Work/Life Balance

"Damn dildo warehouse mixed up the dildo orders!"

So I’m now over two months into my new full-time job. If you’re unaware, I’m back in the LASIK saddle, albeit at a different clinic. After having been unemployed for over a year, the fact that I’m making (more than) decent money again is fantastic. Never will I have to choose either soup OR salad; I can afford both now. I can also buy new shoes instead of those bread bags I’ve been using.

Reminder: I actually need to buy new shoes.

But one thing has been lacking lately, and it came up during Justin’s birthday party. People were mentioning to me that I was publishing way fewer Moments of Seyfried, and so forth. Now, no one was angrily confronting me about this (the night was still young, though), but I told them it was due to the simple fact that I was working and just had less time to find new pictures of m’lady and post them.

Now, this is not simply about pictures of Amanda Seyfried. Those are certainly important, but there is a further problem I have yet to conquer now that I’m employed, and that is the problem of latent creativity.

Something like he does.

Now, I didn’t blow myself away with the amount of creative stuff I did(n’t) do while I was jobless. Looking back, I could have written a script or three, read more, made a short film about our cat. But, what I did do, I was happy with. And I had the time to expound on subjects; this is why my review of It’s Complicated ran over 1600 words. What else was I doing? And that’s not even factoring in working on “The Room Responds.”

I’d love to continue doing that, but I’m just so friggin’ exhausted. And even if not physically, I certainly am mentally. I get home after nine or ten hours away, and I can barely think of a concept good enough to write about. Also, I’m not following current events as well as during that time, so topics don’t jump out at me as often as they used to.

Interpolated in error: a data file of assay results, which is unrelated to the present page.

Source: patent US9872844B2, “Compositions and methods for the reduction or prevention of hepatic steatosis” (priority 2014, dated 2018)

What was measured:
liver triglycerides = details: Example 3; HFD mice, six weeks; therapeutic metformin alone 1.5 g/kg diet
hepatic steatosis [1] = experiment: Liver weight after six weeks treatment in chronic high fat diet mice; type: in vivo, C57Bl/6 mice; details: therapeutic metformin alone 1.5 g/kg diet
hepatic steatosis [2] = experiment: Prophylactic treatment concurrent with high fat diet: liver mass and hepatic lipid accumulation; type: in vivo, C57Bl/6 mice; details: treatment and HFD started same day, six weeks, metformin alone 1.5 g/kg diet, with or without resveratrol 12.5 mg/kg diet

I want to write more, and even read more (I just bought a Kindle, so let’s see if that helps), but many days I don’t even feel like it. So I pose this question to all of you reading: how do you do it? How CAN you do it? How do you slot in a full-time, often busy job, family responsibilities, and still carve out enough time to make a dent in your creative wish list?

Of course, I could just write about hot chicks killing robot samurai. Worked for Zack Snyder (except it kinda didn’t).

"The end." DONE.

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3 Responses to Work/Life Balance

  1. Andrew says:

    You know, the funny thing is I’m blogging every day. I made a new year’s resolution to do a post every day to sort of force myself into the habit of writing. 95 days later, I’ve successfully done a post every day. Some are really good. A few are really lame. I’ve done it while working a full time job during the day and a part time job doing taxes. That’s almost over for the year.
    I’m not saying this to brag. If you were to ask me how I do it, I’d have to say that I don’t really know, except that I spend a lot of time each day trying to decide what I want to write about and what I want to say. And, I know that after I get home from the tax office, I need to write something. That’s actually good accountability. Sometimes, I just start writing and something forms. Once I started one poem and ended up dividing it into three. But that daily deadline works for me, and it keeps me from procrastinating.